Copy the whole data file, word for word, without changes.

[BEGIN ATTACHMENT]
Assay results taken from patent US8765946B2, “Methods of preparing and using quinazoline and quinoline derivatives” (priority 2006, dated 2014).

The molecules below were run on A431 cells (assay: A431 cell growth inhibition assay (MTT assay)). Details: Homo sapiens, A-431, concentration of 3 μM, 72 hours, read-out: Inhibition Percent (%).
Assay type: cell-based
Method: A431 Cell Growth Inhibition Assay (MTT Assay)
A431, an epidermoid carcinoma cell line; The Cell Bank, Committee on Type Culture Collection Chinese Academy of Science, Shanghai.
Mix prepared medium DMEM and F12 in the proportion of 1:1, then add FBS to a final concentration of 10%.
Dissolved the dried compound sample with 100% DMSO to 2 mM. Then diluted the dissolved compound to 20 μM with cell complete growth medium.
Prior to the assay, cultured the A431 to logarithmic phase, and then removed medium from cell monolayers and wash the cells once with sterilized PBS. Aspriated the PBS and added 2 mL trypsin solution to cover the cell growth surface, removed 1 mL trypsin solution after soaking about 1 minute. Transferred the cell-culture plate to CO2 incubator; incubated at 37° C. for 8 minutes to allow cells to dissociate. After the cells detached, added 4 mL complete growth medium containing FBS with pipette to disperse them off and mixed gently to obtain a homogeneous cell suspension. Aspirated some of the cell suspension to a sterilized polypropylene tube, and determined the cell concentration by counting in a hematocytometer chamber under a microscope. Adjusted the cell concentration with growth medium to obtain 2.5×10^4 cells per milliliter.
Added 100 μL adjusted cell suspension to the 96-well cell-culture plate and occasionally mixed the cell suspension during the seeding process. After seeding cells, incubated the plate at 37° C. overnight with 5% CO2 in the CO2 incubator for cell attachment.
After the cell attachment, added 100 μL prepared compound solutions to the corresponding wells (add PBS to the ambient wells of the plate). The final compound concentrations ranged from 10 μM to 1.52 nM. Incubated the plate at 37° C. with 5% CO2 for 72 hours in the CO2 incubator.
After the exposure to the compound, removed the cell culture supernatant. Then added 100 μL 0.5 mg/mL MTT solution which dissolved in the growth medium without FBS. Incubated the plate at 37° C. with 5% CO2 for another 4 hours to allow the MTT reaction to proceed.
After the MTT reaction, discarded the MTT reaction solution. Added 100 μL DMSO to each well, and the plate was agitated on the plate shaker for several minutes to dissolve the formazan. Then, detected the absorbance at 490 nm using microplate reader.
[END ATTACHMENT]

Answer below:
Assay results taken from patent US8765946B2, “Methods of preparing and using quinazoline and quinoline derivatives” (priority 2006, dated 2014).

The molecules below were run on A431 cells (assay: A431 cell growth inhibition assay (MTT assay)). Details: Homo sapiens, A-431, concentration of 3 μM, 72 hours, read-out: Inhibition Percent (%).
Assay type: cell-based
Method: A431 Cell Growth Inhibition Assay (MTT Assay)
A431, an epidermoid carcinoma cell line; The Cell Bank, Committee on Type Culture Collection Chinese Academy of Science, Shanghai.
Mix prepared medium DMEM and F12 in the proportion of 1:1, then add FBS to a final concentration of 10%.
Dissolved the dried compound sample with 100% DMSO to 2 mM. Then diluted the dissolved compound to 20 μM with cell complete growth medium.
Prior to the assay, cultured the A431 to logarithmic phase, and then removed medium from cell monolayers and wash the cells once with sterilized PBS. Aspriated the PBS and added 2 mL trypsin solution to cover the cell growth surface, removed 1 mL trypsin solution after soaking about 1 minute. Transferred the cell-culture plate to CO2 incubator; incubated at 37° C. for 8 minutes to allow cells to dissociate. After the cells detached, added 4 mL complete growth medium containing FBS with pipette to disperse them off and mixed gently to obtain a homogeneous cell suspension. Aspirated some of the cell suspension to a sterilized polypropylene tube, and determined the cell concentration by counting in a hematocytometer chamber under a microscope. Adjusted the cell concentration with growth medium to obtain 2.5×10^4 cells per milliliter.
Added 100 μL adjusted cell suspension to the 96-well cell-culture plate and occasionally mixed the cell suspension during the seeding process. After seeding cells, incubated the plate at 37° C. overnight with 5% CO2 in the CO2 incubator for cell attachment.
After the cell attachment, added 100 μL prepared compound solutions to the corresponding wells (add PBS to the ambient wells of the plate). The final compound concentrations ranged from 10 μM to 1.52 nM. Incubated the plate at 37° C. with 5% CO2 for 72 hours in the CO2 incubator.
After the exposure to the compound, removed the cell culture supernatant. Then added 100 μL 0.5 mg/mL MTT solution which dissolved in the growth medium without FBS. Incubated the plate at 37° C. with 5% CO2 for another 4 hours to allow the MTT reaction to proceed.
After the MTT reaction, discarded the MTT reaction solution. Added 100 μL DMSO to each well, and the plate was agitated on the plate shaker for several minutes to dissolve the formazan. Then, detected the absorbance at 490 nm using microplate reader.